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Numeric comparison with nil - Math masochists only!!

 
 
serialhex
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      12-24-2010
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Alright, i'm trying to do three things at once, and I'm almost succeeding.
The first thing is learn Ruby, the second thing is learn Surreal Numbers,
and the third is to make a Ruby class for Surreal numbers. My problem
is this: part of the definition of a surreal number is pretty much a
comparison with nil. So how would one go about this? Should I write a <=>
and mixin Comparable? What else should I include to make this easier?? Any
help & suggestions are most welcome!!

And for those of you who are interested and want more info on surreal
numbers, here are some links...
http://en.wikipedia.org/wiki/Surreal_number
http://www.tondering.dk/claus/surreal.html
http://scienceblogs.com/goodmath/goo...rreal_numbers/
http://www.dm.unipi.it/~fornasiero/p...linearized.pdf

thats all of my links to surreal numbers... it kinda sucks that my biggest
hurdle is at the very beggining!!

thanks again!

-hex

 
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Colin Bartlett
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      12-24-2010
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On Fri, Dec 24, 2010 at 3:45 AM, serialhex <(E-Mail Removed)> wrote:

> Alright, i'm trying to do three things at once, and I'm almost succeeding.
> The first thing is learn Ruby, the second thing is learn Surreal Numbers,
> and the third is to make a Ruby class for Surreal numbers. My problem
> is this: part of the definition of a surreal number is pretty much a
> comparison with nil. So how would one go about this? Should I write a <=>
> and mixin Comparable? What else should I include to make this easier?? Any
> help & suggestions are most welcome!!
>


A possibly unhelpful suggestion about nil <=> y and y <=> nil: does the nil
for Surreal *have* to be the Ruby nil of NilClass?

I think it could be (as you say, write Nil#<=> and mixin Comparable) and I
guess that it's unlikely that a SurrealNumbers class would be used with
anything else?? (But you can never be sure: another of my lecturers (see
Semi-OT below) was Ian Stewart, and in one of his 1990s (sort of) popular
books on modern mathematics he says non-standard arithmetic has been used to
devise better ways of representing images using pixels (or something like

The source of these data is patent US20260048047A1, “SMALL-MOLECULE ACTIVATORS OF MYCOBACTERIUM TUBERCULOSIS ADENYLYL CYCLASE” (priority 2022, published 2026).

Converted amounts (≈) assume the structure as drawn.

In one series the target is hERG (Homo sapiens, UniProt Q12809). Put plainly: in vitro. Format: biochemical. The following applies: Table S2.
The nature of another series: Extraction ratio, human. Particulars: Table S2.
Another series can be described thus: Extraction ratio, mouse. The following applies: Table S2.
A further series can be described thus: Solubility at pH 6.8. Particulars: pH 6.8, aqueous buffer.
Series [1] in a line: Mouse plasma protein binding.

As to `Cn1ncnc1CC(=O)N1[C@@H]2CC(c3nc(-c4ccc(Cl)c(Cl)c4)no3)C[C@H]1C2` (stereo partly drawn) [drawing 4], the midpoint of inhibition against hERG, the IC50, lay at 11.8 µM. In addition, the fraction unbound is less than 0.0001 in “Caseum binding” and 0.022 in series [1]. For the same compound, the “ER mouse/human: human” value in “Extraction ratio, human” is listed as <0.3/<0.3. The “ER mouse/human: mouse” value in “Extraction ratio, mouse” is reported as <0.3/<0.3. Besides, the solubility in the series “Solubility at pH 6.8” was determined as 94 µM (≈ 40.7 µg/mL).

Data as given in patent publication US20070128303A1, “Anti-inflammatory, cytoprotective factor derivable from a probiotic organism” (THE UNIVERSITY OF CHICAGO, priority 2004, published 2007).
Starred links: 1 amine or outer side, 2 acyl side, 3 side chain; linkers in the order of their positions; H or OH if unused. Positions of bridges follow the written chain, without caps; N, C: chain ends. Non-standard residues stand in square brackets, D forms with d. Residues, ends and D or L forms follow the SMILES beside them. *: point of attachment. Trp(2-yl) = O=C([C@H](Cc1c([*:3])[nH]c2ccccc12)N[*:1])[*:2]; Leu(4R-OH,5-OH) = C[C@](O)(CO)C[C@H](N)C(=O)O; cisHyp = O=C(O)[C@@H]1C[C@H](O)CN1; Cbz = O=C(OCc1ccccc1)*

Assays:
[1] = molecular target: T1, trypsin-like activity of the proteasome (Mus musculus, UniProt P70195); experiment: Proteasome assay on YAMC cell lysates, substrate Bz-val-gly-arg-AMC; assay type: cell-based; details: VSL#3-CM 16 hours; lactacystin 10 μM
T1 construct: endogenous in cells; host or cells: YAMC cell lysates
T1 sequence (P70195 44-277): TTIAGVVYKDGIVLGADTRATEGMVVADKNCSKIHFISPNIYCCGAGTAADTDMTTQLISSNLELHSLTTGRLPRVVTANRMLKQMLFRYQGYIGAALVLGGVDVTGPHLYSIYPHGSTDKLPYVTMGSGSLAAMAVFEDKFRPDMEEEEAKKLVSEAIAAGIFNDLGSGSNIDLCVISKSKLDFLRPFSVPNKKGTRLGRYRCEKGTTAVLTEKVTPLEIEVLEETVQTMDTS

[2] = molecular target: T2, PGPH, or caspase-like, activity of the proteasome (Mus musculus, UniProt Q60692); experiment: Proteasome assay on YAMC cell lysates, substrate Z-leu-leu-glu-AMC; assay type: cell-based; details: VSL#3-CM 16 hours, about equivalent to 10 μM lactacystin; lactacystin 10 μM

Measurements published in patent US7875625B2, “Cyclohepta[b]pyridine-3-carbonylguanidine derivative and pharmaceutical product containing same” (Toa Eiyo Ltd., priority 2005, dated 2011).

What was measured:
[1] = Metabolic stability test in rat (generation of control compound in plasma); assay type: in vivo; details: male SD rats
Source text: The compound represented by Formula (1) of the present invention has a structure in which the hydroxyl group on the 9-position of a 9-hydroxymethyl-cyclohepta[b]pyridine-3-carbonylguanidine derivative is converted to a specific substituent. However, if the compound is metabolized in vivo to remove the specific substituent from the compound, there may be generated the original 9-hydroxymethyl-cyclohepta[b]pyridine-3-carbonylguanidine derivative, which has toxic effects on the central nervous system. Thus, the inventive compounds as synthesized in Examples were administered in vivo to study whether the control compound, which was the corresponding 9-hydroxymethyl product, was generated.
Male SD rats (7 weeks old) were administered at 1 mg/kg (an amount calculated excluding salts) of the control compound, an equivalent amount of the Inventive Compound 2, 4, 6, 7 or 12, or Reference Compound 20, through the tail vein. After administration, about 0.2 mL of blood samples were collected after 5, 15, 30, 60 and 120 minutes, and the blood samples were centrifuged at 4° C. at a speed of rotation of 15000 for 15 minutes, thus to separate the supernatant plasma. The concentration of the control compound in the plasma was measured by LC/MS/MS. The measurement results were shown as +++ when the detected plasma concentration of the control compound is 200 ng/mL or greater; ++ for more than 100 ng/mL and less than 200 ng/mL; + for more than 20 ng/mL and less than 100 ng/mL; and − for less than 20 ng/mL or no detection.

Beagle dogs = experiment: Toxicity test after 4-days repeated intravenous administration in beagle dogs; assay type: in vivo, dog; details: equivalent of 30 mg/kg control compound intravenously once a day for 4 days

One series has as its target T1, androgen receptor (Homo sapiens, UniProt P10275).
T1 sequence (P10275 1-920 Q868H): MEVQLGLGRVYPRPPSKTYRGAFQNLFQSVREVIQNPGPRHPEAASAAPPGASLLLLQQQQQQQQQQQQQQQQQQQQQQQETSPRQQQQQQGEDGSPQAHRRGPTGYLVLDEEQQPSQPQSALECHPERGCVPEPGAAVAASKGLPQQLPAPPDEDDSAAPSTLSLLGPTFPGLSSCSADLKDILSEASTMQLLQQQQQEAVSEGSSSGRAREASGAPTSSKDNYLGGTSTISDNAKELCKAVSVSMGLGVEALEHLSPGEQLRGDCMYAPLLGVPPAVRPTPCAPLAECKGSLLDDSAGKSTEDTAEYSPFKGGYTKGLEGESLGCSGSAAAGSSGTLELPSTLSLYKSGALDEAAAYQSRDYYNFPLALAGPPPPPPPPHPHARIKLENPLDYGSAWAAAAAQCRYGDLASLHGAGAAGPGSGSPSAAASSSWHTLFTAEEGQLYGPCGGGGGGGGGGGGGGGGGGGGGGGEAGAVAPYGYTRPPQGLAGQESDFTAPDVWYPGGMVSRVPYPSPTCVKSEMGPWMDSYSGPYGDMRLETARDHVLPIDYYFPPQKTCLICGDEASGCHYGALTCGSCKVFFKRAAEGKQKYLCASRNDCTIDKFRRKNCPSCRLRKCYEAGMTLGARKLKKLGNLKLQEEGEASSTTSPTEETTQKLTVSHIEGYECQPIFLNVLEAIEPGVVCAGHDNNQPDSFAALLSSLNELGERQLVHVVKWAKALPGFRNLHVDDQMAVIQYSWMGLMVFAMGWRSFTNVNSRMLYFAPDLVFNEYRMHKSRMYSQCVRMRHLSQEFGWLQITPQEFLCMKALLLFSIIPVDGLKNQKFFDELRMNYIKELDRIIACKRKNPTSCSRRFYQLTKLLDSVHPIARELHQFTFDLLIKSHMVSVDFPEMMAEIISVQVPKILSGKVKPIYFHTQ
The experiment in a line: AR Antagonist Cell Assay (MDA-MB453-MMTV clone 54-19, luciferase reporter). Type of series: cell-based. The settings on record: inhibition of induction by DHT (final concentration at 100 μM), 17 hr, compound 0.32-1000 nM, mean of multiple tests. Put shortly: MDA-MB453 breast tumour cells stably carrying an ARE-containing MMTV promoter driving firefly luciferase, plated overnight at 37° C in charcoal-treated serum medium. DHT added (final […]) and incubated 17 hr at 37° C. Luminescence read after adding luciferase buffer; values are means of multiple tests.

that): basically work out the theory using "finite" "infinite" integers,
then use the results to make a practical algorithm by changing a "finite"
"infinite" integer to a large finite integer.)

So if you wanted to avoid possible clashes with other code which expects
(nil <=> other) to raise an exception you could set up

class Surreal::SurrealNil
# define appropriate methods
end
Surreal::Nil = Surreal::SurrealNil.new
Nil = Surreal::Nil # maybe

You can do:
class Surreal::SurrealNil < NilClass
but then there isn't Surreal::SurrealNil.new, presumably because there isn't
NilClass.new

I'd be interested to see what you come up with, because periodically I try
to really understand NonStandard Analysis, and the NonStandard Reals are a
subset of the Surreals.


*** Semi-OT: I followed up some links from your links, and found a name I
recognized as the lecturer who gave my first (or at least one of my first)
lectures in mathematics at the University of Warwick in October 1973, a one
term course on the Foundations of Mathematics. (Basically set theory using
Paul Halmos's Naive Set Theory.) I knew he became very interested in
mathematical education some time after I'd graduated, but I didn't know that
he was also interested in "intuitive" concepts of infinity. Following up
links and trying to find out more about David O Tall's "super-real" numbers
I found:
http://www.jonhoyle.com/MAAseaway/Infinitesimals.html (section 3.2)
A less ambitious but much more accessible approach to defining
infinitesimals is one by David Tall from the University of Warwick. His
motivation was to create a system which was more intuitive for students and
to make Calculus concepts easier to grasp. The simplicity of his approach is
very appealing, as it quickly gets to the use of infinitesimals without the
large construction found *R's construction. ...
http://www.warwick.ac.uk/staff/David...downloads.html
http://www.warwick.ac.uk/staff/David...-infinity.html
and in particular this delightful conversation about infinity between David
Tall and his seven year old son:
http://www.warwick.ac.uk/staff/David...s-infinity.pdf

 
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